Judges would not be required to impose consecutive periods, but they would have to make their decision having regard to the character of the offender, the nature of the offences and the circumstances surrounding their commission, and the recommendation, if any, made by the jury. They would also have to give reasons either orally or in writing for not imposing consecutive periods. Judges are allowed that latitude. That is why the Bloc Québécois supports Bill C-48 in principle, because it is judges who will decide.

Bill C-48 deals with the most serious crime, the one that has the most severe consequences for victims and affects the public most strongly: murder. Its aim is to allow sentencing judges to make periods without eligibility for parole consecutive in multiple murder cases.

First, the most serious crimes deserve the most serious penalties and are therefore subject to imprisonment for life. The Bloc Québécois is firmly opposed to sentences that are too light or parole that is too easy, such as parole after one-sixth of sentence, for example. Twice, our party has introduced bills in the House to have criminals serve their full sentence and not be able to get parole after one-sixth of sentence.

In the news, we saw white collar criminal Vincent Lacroix become eligible for parole last week. He is now in society, in a halfway house in Montreal.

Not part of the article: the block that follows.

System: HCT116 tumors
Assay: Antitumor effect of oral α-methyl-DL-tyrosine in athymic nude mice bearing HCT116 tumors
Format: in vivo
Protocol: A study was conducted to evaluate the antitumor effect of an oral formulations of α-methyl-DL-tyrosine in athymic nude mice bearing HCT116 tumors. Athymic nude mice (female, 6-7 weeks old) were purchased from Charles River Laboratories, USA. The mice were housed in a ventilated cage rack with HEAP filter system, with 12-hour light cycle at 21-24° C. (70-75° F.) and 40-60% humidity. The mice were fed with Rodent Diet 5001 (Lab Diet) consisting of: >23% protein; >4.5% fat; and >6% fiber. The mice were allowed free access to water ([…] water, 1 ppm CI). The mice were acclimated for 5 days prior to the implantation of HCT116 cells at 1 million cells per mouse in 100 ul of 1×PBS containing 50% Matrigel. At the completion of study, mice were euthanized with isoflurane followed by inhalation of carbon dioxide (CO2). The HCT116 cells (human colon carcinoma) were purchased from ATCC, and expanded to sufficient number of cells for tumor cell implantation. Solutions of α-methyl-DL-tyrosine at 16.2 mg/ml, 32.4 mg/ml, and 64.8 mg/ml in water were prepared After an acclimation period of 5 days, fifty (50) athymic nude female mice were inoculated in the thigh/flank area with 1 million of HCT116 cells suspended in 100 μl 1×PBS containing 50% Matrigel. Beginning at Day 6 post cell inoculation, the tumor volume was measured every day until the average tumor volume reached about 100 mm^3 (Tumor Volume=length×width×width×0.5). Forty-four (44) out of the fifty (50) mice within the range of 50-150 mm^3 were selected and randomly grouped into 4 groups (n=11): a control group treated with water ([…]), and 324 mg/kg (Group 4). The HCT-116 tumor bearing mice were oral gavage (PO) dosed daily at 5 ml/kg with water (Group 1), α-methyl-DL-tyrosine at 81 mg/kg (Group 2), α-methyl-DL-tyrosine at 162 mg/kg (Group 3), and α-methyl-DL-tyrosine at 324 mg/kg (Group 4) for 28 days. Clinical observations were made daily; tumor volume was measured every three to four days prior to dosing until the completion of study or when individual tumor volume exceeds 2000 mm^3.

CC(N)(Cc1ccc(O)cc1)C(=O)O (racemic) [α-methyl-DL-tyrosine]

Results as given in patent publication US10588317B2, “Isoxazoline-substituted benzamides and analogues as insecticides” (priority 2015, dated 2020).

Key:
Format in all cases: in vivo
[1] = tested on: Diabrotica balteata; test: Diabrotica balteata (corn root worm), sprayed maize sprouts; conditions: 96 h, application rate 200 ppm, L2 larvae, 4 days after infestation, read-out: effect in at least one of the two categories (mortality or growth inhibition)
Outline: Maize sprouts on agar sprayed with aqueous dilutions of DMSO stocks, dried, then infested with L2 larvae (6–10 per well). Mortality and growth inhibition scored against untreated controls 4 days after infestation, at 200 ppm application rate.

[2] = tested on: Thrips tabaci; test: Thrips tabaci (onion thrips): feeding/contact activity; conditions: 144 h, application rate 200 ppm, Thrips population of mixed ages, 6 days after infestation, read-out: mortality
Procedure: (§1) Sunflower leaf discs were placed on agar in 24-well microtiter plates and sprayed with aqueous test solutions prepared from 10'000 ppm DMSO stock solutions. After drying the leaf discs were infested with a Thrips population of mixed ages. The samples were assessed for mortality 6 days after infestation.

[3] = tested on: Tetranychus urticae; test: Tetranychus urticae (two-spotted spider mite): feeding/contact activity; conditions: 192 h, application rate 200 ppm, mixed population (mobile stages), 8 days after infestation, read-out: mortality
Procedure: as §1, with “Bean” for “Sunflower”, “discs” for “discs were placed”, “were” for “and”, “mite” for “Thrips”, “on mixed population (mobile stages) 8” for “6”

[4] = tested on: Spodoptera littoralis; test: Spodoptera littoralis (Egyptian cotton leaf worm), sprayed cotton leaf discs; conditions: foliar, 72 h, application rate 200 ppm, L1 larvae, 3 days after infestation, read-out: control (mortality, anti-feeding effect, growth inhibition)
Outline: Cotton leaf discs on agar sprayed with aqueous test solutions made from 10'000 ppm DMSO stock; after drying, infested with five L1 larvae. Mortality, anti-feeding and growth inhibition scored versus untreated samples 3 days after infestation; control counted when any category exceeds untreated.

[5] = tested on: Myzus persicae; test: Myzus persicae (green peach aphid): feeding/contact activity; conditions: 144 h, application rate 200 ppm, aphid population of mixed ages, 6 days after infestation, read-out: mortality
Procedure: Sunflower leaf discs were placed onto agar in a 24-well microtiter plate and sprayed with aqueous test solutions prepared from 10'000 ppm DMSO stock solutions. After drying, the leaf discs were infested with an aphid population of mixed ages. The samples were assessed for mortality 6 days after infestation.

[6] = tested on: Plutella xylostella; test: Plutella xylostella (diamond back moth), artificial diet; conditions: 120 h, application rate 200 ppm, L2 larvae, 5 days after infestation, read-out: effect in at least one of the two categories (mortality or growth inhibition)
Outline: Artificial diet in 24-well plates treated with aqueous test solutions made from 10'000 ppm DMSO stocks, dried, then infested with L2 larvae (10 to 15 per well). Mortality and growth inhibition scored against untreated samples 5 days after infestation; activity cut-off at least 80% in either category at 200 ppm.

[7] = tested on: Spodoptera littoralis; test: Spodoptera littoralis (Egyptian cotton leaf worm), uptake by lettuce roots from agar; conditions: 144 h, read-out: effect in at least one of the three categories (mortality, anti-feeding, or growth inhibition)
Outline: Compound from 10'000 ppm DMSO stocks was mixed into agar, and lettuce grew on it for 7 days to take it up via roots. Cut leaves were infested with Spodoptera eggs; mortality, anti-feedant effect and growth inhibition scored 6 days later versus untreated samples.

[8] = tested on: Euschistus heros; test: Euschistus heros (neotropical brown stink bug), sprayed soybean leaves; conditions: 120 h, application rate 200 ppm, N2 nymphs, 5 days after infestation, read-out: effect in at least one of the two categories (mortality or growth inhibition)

We consider that to be completely and utterly appalling. Criminals like Vincent Lacroix have stigmatized their victims for the rest of their lives. These victims lost all their money, although there was a settlement before the courts thanks to the banks and companies that processed the funds. It was essentially an out-of-court settlement with no evidence presented.

No evidence-based trial was ever contemplated because these companies quite simply did not want to be saddled going forward with a bad corporate image. The companies instead decided to settle for the full amount of the victims' losses. The fact remains, however, that for five years these victims were traumatized. Moreover, Vincent Lacroix, the ringleader, a criminal, is on parole after serving one-sixth of his sentence, because the parole officers quite simply did not consider him to be a criminal who presented a danger to society.

Vincent Lacroix obviously did not murder anyone, but he did commit a very serious crime: he defrauded his fellow man and traumatized the majority of his clients. In the eyes of the Bloc Québécois, this is a crime for which the perpetrator should be forced to serve out his entire sentence with no possibility of parole. In fact, the whole concept of parole and being eligible for release after serving one-sixth of one's sentence undermines the credibility of the entire judicial system and only gives credence to the misguided notion that criminals are treated better than their victims.